Portal:Mathematics
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Mathematics is the study of numbers, quantity, space, structure, and change. Mathematics is used throughout the world as an essential tool in many fields, including natural science, engineering, medicine, and the social sciences. Applied mathematics, the branch of mathematics concerned with application of mathematical knowledge to other fields, inspires and makes use of new mathematical discoveries and sometimes leads to the development of entirely new mathematical disciplines, such as statistics and game theory. Mathematicians also engage in pure mathematics, or mathematics for its own sake, without having any application in mind. There is no clear line separating pure and applied mathematics, and practical applications for what began as pure mathematics are often discovered.
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There are approximately 31,444 mathematics articles in Wikipedia.
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Example of a Persian design with wallpaper group type "p6m" Image credit: Owen Jones 
A wallpaper group is a mathematical concept used to classify repetitive designs on twodimensional surfaces, such as floors and walls, based on the symmetries in the pattern. Such patterns occur frequently in architecture and decorative art. The mathematical study of such patterns reveals that exactly 17 different types of pattern can occur.
Wallpaper groups are examples of an abstract algebraic structure known as a group. Groups are frequently used in mathematics to study the notion of symmetry. Wallpaper groups are related to the simpler frieze groups, and to the more complex threedimensional crystallographic groups.
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A Klein bottle is an example of a closed surface (a twodimensional manifold) that is nonorientable (no distinction between the "inside" and "outside"). This image is a representation of the object in everyday threedimensional space, but a true Klein bottle is an object in fourdimensional space. When it is constructed in threedimensions, the "inner neck" of the bottle curves outward and intersects the side; in four dimensions, there is no such selfintersection (the effect is similar to a twodimensional representation of a cube, in which the edges seem to intersect each other between the corners, whereas no such intersection occurs in a true threedimensional cube). Also, while any real, physical object would have a thickness to it, the surface of a true Klein bottle has no thickness. Thus in three dimensions there is an inside and outside in a colloquial sense: liquid forced through the opening on the right side of the object would collect at the bottom and be contained on the inside of the object. However, on the fourdimensional object there is no inside and outside in the way that a sphere has an inside and outside: an unbroken curve can be drawn from a point on the "outer" surface (say, the object's lowest point) to the right, past the "lip" to the "inside" of the narrow "neck", around to the "inner" surface of the "body" of the bottle, then around on the "outer" surface of the narrow "neck", up past the "seam" separating the inside and outside (which, as mentioned before, does not exist on the true 4D object), then around on the "outer" surface of the body back to the starting point (see the light gray curve on this simplified diagram). In this regard, the Klein bottle is a higherdimensional analog of the Möbius strip, a twodimensional manifold that is nonorientable in ordinary 3dimensional space. In fact, a Klein bottle can be constructed (conceptually) by "gluing" the edges of two Möbius strips together.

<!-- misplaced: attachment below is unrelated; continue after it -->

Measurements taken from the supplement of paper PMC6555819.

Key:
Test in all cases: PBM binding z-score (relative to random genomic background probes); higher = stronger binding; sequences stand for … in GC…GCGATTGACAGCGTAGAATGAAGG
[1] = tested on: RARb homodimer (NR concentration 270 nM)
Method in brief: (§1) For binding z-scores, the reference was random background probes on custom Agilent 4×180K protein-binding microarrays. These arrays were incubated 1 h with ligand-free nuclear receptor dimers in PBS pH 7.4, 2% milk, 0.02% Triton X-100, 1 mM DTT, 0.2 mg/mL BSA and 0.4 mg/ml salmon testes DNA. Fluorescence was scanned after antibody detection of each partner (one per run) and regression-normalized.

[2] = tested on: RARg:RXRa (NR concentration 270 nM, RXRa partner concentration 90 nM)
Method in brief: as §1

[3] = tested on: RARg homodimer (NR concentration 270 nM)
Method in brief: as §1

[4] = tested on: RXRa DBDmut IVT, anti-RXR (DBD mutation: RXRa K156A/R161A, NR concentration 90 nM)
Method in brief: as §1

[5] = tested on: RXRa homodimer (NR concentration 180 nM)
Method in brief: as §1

Did you know...
 ...that a monkey hitting keys at random on a typewriter keyboard for an infinite amount of time will almost surely type the complete works of William Shakespeare?
 ... that there are 115,200 solutions to the ménage problem of permuting six femalemale couples at a twelveperson table so that men and women alternate and are seated away from their partners?
 ... that mathematician Paul Erdős called the Hadwiger conjecture, a stillopen generalization of the fourcolor problem, "one of the deepest unsolved problems in graph theory"?
 ...that the six permutations of the vector (1,2,3) form a regular hexagon in 3d space, the 24 permutations of (1,2,3,4) form a truncated octahedron in four dimensions, and both are examples of permutohedra?
 ...that Ostomachion is a mathematical treatise attributed to Archimedes on a 14piece tiling puzzle similar to tangram?
 ...that some functions can be written as an infinite sum of trigonometric polynomials and that this sum is called the Fourier series of that function?
 ...that the identity elements for arithmetic operations make use of the only two whole numbers that are neither composites nor prime numbers, 0 and 1?
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